Dividend cut is a 'thinly veiled threat'
A PROPOSAL by Emirates National Oil Company (ENOC) for Irish-listed Dragon Oil to scrap dividend payments is a "thinly veiled threat to minority shareholders", it has been claimed.
Yesterday ENOC said that it will no longer support payment of dividend to shareholders, stepping up the pressure in its bid to take over the company.
ENOC, which owns 54pc of Dragon Oil, offered 750 pence per share to buy out minority shareholders of the firm in June. The proposal values Dragon Oil at about £3.7bn (€5.3bn). Shareholders have until the end of the month to decide whether to accept the offer or not. ENOC plans to delist Dragon Oil if its takeover bid is successful.
ENOC's majority stake in Dragon Oil would allow it to vote down any proposal to pay dividends at the company's annual general meeting.
ENOC also said it expects Dragon Oil, which produces oil from Turkmenistan, to face operational challenges in meeting its long-term target production of 100,000 barrels of oil per day.
ENOC chief executive Saif Al Falasi said: "As we see it, there are operating challenges associated with sustaining production at Dragon Oil's forecast levels. Mitigating these operating issues will likely require additional investments.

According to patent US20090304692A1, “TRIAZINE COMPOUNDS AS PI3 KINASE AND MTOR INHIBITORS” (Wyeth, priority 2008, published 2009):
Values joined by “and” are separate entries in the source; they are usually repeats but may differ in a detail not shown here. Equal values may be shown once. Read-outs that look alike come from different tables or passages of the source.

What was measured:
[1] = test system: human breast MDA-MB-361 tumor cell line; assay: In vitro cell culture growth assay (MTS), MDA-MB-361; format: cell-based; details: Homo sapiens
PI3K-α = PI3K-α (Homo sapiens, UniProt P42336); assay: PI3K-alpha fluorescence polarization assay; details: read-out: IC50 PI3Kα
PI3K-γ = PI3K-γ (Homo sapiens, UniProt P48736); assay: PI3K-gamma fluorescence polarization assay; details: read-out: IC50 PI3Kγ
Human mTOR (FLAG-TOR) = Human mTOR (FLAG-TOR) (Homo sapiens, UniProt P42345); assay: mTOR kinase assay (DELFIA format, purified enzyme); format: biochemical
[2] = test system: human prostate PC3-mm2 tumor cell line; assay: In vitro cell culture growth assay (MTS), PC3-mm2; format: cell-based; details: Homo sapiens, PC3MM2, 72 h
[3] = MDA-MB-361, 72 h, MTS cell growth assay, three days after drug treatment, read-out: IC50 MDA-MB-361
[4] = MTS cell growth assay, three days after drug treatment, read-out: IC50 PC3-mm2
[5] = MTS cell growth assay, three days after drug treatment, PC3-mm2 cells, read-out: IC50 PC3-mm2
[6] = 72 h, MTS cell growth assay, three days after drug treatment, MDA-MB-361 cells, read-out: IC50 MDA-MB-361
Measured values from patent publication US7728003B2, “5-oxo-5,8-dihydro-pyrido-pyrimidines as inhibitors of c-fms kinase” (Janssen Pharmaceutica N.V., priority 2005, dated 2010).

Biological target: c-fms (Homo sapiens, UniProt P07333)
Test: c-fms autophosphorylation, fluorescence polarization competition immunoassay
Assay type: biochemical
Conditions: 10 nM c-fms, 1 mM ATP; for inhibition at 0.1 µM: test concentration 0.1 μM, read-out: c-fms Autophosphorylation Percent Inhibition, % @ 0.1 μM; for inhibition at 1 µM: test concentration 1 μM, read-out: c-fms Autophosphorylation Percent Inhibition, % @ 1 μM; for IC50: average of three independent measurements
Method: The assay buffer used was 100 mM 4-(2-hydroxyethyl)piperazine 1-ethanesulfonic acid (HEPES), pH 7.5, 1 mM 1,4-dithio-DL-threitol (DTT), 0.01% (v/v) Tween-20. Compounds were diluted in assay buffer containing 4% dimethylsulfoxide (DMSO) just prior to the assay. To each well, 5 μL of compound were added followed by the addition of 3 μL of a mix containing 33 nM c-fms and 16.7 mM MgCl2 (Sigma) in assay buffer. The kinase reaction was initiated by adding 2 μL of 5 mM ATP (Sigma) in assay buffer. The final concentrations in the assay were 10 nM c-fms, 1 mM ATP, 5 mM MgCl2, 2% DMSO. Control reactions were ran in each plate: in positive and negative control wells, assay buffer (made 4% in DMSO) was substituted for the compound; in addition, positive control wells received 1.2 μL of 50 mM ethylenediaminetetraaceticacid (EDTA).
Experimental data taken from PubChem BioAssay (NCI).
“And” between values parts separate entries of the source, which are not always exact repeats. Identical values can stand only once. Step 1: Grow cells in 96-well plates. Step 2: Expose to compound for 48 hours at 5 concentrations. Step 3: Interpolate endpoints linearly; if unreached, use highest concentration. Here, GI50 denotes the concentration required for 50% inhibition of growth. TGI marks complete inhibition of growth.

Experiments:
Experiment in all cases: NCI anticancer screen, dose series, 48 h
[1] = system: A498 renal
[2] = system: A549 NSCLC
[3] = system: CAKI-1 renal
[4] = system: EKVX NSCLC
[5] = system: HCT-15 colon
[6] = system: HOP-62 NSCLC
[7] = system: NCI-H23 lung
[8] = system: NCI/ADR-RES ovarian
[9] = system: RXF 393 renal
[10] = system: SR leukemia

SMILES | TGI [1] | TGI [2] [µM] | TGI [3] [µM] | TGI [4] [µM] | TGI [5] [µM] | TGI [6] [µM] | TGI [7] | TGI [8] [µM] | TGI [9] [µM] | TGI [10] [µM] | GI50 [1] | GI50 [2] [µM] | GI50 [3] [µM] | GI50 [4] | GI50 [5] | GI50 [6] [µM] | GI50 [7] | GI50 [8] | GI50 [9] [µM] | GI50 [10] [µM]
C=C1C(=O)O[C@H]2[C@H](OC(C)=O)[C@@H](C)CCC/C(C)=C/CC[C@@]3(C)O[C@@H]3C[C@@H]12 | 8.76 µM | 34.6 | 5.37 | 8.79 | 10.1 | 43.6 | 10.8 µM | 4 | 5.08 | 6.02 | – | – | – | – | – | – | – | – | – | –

"That's why I don't see a need for Dragon Oil to maintain a dividend profile in the near term. These are difficult decisions for any publicly listed company and we see this as another reason for delisting Dragon Oil."
Dragon Oil refused to say whether or not it supports the ENOC proposals when contacted by the Irish Independent. Dragon's board has previously recommended that its shareholders approve the takeover offer. Several major shareholders in Dragon, such as Baillie Gifford and Setanta Asset Management, have said that ENOC's offer is too low and undervalues the company.
An analyst from Goodbody Stockbrokers said that it views ENOC's dividend proposal as "a thinly veiled threat to those shareholders who have argued that the ENOC offer for Dragon Oil at 750p per share considerably undervalues the firm. "With nearly 14pc of the share register potentially against the offer as it currently stands, one can only speculate that this announcement is a sign of ENOC's hardened stance. While ENOC may be unconcerned given that 23pc of the share register is required to block the deal as it stands any further shareholder dissent could possibly entail a closer outcome into the first closing date on July 30". ENOC declined to comment on claims that the dividend proposal could be viewed as a "threat" to minority shareholders.
A spokeswoman for the firm said: "To date, we have taken a 'hands off' approach to Dragon Oil's management and operations but we now believe that Dragon Oil will benefit from being a core operating subsidiary of ENOC, in conjunction with our existing midstream and downstream operations."
Shares in Dragon Oil closed up 0.78pc at €10.38 yesterday.